You're, like, the ninetieth person to apologize to Jack and his crew for how you come across to them after their critical personal remarks. Don't take it personally.
The pace of progress in artificial intelligence (I’m not referring to narrow AI) is incredibly fast. [...] The risk of something seriously dangerous happening is in the five year timeframe. 10 years at most.--Elon Musk

I am in the camp that is concerned about super intelligence," [Bill] Gates wrote. "First the machines will do a lot of jobs for us and not be super intelligent. That should be positive if we manage it well. A few decades after that though the intelligence is strong enough to be a concern. I agree with Elon Musk and some others on this and don\'t understand why some people are not concerned."

Faemon

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Re: Lesser Magic ... & LIES ...
« Reply #32 on: March 01, 2016, 12:16:19 am »
Quote from: DIASPORA-1963;187381
That is quite T.

This confuses me as to what we're discussing. You asserted that little white lies are magical. I asserted that little white lies are anti-magic. You assert that a lie is deliberate. I assert that lies are automatic. What fits to which T?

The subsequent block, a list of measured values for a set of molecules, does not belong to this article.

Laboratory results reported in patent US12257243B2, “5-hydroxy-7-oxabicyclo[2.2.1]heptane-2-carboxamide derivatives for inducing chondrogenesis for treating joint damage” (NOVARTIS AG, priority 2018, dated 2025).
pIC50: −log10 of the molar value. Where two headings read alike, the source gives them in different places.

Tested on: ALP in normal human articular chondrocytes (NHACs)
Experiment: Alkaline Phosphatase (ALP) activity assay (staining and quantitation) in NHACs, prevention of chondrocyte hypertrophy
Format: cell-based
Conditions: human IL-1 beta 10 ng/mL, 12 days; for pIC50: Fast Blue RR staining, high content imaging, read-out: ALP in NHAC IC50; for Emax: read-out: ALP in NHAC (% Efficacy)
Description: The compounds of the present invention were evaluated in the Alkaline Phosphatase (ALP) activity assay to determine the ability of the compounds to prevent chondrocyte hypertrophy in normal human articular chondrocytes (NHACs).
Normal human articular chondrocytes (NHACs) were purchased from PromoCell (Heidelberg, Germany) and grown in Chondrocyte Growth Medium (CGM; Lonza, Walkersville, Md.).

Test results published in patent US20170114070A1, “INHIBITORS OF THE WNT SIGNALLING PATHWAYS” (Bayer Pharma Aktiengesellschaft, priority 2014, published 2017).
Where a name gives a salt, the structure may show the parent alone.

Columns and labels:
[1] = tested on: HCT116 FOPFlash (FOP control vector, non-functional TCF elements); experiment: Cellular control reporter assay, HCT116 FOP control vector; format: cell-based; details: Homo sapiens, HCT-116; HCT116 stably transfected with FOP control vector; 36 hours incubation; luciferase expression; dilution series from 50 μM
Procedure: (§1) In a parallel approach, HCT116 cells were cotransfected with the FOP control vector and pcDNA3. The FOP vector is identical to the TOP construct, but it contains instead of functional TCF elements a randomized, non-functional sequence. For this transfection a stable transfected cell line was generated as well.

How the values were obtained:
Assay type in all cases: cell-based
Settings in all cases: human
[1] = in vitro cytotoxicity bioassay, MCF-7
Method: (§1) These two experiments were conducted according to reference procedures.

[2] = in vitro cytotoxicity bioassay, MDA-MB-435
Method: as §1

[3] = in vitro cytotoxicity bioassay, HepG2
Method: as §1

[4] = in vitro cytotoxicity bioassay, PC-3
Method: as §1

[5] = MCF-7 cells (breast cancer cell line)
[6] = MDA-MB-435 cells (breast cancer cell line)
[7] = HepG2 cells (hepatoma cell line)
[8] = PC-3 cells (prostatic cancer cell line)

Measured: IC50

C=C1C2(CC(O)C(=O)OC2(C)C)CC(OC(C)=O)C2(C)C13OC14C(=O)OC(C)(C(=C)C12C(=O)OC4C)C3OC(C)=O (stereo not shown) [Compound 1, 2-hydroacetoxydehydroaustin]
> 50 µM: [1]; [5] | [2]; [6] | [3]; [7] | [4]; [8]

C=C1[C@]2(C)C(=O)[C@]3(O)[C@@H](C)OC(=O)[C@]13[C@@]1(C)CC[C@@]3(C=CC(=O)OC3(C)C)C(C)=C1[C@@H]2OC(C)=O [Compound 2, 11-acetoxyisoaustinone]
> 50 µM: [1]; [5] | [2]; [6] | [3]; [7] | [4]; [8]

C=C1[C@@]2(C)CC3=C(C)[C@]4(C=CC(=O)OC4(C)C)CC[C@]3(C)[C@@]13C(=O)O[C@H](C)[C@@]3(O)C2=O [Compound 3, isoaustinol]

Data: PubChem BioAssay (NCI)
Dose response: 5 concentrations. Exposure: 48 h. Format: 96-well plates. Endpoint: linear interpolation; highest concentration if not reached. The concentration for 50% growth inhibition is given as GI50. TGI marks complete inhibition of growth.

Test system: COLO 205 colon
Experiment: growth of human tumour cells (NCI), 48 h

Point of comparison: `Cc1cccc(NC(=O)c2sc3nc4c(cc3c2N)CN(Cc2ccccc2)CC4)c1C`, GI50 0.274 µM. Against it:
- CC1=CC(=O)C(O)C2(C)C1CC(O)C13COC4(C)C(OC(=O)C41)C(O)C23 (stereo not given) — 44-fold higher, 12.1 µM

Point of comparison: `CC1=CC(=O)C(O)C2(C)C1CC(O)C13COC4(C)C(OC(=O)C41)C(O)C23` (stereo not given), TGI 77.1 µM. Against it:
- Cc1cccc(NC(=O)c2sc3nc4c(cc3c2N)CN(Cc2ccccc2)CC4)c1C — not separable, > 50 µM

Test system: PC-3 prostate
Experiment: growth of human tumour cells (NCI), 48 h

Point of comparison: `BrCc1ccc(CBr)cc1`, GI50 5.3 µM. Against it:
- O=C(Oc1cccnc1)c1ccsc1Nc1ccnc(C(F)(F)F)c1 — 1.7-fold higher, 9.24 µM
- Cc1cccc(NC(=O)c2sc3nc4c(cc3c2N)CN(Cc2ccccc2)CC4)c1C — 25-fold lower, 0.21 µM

Quote
By "conventional sense", I meant the official line, that "one should not tell lies ever" - rather than the T - that one winds up telling lies strategically, all day, every day - & that hardly anyone will admit this, for fear of two things - (1) being thought a bad little boy or girl & (2) having Society fall to pieces.

No, we must all seem paragons of T telling b/c everyone wants to live in a World that he/she can trust


Then we're not really discussing the metaphysics of lying. While I'm aware now that you're autistic, I'm moved to request your assurance that this thread isn't just some social experiment to curry opposition, so that you can feel smug at the hypocrisy you imagine all your detractors to hold, or...? Do you need to vent about something specific that someone mean said to you, and thought you should make that instance universal? Something like that?